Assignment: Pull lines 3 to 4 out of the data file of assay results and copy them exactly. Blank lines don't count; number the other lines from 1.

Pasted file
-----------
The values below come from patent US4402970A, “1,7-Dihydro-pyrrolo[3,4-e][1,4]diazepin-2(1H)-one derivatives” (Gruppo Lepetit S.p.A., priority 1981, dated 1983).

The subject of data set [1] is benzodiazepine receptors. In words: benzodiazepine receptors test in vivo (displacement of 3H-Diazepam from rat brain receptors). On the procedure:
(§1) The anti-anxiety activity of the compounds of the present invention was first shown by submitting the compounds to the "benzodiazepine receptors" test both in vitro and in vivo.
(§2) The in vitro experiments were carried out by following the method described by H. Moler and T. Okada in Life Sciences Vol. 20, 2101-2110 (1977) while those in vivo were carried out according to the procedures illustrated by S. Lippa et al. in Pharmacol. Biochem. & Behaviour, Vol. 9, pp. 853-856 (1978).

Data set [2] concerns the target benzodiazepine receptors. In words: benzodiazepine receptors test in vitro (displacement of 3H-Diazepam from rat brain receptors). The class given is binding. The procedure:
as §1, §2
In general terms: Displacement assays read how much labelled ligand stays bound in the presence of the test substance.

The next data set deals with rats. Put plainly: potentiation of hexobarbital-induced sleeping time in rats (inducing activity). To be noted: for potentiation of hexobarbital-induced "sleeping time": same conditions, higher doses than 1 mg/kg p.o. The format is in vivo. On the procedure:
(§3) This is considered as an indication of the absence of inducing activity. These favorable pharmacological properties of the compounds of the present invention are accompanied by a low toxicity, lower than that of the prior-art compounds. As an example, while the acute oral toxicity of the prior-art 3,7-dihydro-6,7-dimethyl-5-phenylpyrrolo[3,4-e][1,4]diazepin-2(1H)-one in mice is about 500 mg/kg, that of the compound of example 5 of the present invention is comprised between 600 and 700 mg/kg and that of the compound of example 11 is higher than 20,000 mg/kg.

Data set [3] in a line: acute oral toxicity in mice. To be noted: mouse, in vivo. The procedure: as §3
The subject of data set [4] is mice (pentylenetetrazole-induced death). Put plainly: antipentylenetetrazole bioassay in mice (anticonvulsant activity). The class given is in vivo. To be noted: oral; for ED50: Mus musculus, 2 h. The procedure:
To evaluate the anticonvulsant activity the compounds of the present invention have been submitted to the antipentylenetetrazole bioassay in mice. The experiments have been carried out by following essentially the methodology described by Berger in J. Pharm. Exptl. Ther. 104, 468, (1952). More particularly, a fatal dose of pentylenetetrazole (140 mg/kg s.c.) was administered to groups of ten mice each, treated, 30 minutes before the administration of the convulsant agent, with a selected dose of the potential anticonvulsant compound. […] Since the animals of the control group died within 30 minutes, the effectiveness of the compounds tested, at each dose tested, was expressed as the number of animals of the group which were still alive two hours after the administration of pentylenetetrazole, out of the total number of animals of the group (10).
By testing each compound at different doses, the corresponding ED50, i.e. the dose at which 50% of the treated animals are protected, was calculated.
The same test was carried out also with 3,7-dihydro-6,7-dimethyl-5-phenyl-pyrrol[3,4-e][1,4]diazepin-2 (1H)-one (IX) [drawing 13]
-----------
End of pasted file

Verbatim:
(§1) The anti-anxiety activity of the compounds of the present invention was first shown by submitting the compounds to the "benzodiazepine receptors" test both in vitro and in vivo.
(§2) The in vitro experiments were carried out by following the method described by H. Moler and T. Okada in Life Sciences Vol. 20, 2101-2110 (1977) while those in vivo were carried out according to the procedures illustrated by S. Lippa et al. in Pharmacol. Biochem. & Behaviour, Vol. 9, pp. 853-856 (1978).